7 Excellence in Teaching and Learning Outcome: BBCC supports innovation, variety, and creativity; maintains high academic and industry standards; and supports professional development for continued growth. Objectives 2.1 BBCC implements innovation and creativity in programs and services 2.2 BBCC helps students attain high academic standards 2.3 BBCC supports professional development for faculty and staff in order to improve student engagement and outcomes Indicators 2.1a Program audit, including best practices 2.1b Correlation of practices to success, retention, or completion 2.2a External certification rates 2.2b CCSSE data on academic challenge 2.2c NCCBP data on success rates 2.2e MRTE data on transfer success 2.2f Student/faculty ratio 2.2g Annual Assessment Report 2.3a Budgets for professional development 2.3b Attendance for professional development 2.3c Report on Professional/Technical Certification plans The core theme of Excellence in Teaching & Learning focuses on delivering innovative and successful programs, both in and out of the classroom, in order to help students achieve high academic standards. This requires ongoing professional development for faculty and staff, as well as ensuring that programs have adequate resources to implement best practices effectively. Both internal and external data are collected annually, reported to the Board of Trustees and the college community, and assessed for effectiveness. The results of these assessments are used to make decisions for budgeting, program changes, and other measures. Community Engagement Outcome: BBCC supports economic development, nurtures community and industry partnerships, and acts as a responsible steward of resources. Objectives 3.1 BBCC works with community and industry partners to support economic development 3.2 BBCC works with K-12 & university partners to provide educational opportunities 3.3 BBCC practices responsible use of resources, including fiscal and natural resources 3.4 BBCC provides an inclusive environment for students, employees, and partners in order to sustain a vibrant community Indicators 3.1a Inventory of active partnerships 3.1b Report on economic impact 3.2a Inventory of current dual credit programs 3.2b Analysis of partnership opportunities 3.3a Budget process is tied to strategic goals 3.3b Inventory of sustainable practices is increasing 3.4a Training opportunities increase multicultural awareness and ability 3.4b Students, employees & partners report feeling welcome on campus 3.4c Data is disaggregated to show equivalent success for all student groups The core theme of Community Engagement addresses the college s partnerships with business and industry; K-12 and university partners, as well as other community and technical colleges; 3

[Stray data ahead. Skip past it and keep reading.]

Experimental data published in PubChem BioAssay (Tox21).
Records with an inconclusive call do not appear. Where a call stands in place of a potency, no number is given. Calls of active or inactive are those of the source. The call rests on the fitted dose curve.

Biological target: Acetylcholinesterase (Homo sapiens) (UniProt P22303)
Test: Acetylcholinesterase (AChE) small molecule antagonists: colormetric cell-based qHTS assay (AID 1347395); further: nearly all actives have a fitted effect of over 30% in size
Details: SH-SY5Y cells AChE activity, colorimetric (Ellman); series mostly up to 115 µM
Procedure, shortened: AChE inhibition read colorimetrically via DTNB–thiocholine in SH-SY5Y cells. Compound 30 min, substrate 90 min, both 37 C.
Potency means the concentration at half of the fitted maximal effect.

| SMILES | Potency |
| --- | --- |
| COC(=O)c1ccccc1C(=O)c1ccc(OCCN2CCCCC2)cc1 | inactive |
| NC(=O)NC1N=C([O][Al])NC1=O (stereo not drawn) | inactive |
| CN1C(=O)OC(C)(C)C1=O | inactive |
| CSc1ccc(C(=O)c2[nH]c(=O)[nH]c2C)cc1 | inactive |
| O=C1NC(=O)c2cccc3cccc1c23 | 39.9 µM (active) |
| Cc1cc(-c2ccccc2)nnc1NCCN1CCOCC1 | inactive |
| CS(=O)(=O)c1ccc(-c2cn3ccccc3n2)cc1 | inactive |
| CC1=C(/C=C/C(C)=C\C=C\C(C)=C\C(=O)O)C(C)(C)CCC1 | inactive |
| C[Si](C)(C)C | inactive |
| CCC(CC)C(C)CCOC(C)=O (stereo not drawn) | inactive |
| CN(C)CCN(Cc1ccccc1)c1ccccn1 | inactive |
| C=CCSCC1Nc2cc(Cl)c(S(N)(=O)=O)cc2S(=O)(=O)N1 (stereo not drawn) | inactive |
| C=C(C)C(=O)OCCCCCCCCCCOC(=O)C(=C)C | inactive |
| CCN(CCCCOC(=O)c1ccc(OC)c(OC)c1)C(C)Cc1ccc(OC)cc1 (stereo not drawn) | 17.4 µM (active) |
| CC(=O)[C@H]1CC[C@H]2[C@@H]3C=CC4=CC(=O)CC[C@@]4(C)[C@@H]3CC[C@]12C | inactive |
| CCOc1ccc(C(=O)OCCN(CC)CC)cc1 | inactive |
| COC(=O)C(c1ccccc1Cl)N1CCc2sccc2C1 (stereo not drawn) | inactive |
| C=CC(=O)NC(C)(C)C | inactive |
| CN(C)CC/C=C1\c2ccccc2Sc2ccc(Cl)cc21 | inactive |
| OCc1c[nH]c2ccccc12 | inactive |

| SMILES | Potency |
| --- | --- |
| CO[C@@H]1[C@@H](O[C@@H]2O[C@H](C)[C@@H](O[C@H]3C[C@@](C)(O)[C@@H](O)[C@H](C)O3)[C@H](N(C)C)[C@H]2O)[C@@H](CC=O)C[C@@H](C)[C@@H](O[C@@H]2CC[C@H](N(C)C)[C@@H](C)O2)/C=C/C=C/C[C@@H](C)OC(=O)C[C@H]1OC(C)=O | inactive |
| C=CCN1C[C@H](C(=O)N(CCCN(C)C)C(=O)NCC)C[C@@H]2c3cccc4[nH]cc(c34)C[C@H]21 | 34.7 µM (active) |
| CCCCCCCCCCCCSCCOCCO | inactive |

8 and the cultivation of an inclusive campus environment. It also addresses responsible stewardship of natural and fiscal resources. The reporting for Community Engagement also includes an annual summary report to the Board of Trustees from the Big Bend Community College Foundation on their activities and accomplishments for the year. Academic Master Plan Process: Monitoring Mission Fulfillment on an Annual Basis [1.A.2; 3.A.1; 5.A.1] BBCC has established a culture of evidence and uses data and assessment findings in order to inform planning and decision making. While this culture of evidence takes many forms on a day-to-day basis, the formal structure for tracking and publishing evidence is through the annual AMP monitoring reports. The first three monitoring reports below are compiled by the Institutional Research and Planning Office, in conjunction with other college departments, and focus on a specific set of outcomes. The Budget and Safety Reports are assembled through the office of the Vice President for Financial and Administrative Services. The reports are then presented to the Board of Trustees and disseminated to the college community. [3.A.3; 3.A.4; 3.A.5; 5.B.1] The following Monitoring Reports are presented to the Board of Trustees and the college community on an annual basis: 1. Community Engagement 2. Excellence in Teaching & Learning 3. Student Success: Mission Fulfillment 4. Budget Reports 5. Safety Report Both internal and external data are collected annually, reported to the Board of Trustees and the college community, and assessed for effectiveness. The results of these assessments are used to make decisions for budgeting, program changes, and other measures. [3.A.2; 4.A.1; 5.A.2] In the summer of each year, the Institutional Research and Planning office assembles data for the Student Success: Mission Fulfillment Monitoring Report Workbook [see Appendix C]. This workbook includes data for all of the Core Theme objectives. The workbook is distributed to the Shared Governance Council and Cabinet, Division Chairs, student representatives, the Academic Master Plan Committee, and the Board of Trustees. These key stakeholders are asked to rate the college s performance on each objective, based on the data presented in the workbook. Then, in a series of workshop meetings, participants are asked to record their scores and comments on posters; the groups take part in a discussion of the content of the posters, which is facilitated by the Institutional Research and Planning (IRP) office. After all of the workshops are concluded, IRP compiles the results of these assessments into a monitoring report titled, Student Success: Mission Fulfillment. This report includes specific scores for each Core Theme Objective, as detailed below: 4